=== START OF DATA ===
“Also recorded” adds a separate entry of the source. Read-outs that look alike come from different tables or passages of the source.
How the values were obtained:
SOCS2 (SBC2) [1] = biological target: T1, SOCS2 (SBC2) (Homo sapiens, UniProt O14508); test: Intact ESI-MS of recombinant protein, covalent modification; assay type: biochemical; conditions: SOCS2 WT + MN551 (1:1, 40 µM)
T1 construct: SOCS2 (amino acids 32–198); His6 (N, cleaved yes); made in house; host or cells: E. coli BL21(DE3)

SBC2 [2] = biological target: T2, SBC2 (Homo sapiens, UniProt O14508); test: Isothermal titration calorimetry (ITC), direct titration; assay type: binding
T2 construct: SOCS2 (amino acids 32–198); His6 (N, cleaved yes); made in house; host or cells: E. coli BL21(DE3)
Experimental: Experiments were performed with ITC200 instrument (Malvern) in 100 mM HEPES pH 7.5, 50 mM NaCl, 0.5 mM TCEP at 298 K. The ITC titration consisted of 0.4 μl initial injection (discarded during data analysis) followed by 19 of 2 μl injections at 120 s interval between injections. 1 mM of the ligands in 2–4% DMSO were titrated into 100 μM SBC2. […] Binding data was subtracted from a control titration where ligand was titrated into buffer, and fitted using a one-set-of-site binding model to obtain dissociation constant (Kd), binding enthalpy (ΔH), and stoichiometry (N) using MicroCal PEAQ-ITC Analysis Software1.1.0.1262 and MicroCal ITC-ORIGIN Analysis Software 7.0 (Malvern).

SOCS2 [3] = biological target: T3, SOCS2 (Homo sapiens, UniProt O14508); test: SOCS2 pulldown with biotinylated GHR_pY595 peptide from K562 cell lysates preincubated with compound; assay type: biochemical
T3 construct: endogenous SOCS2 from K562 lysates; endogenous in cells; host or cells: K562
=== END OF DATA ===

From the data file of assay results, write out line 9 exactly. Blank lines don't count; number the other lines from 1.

T3 construct: endogenous SOCS2 from K562 lysates; endogenous in cells; host or cells: K562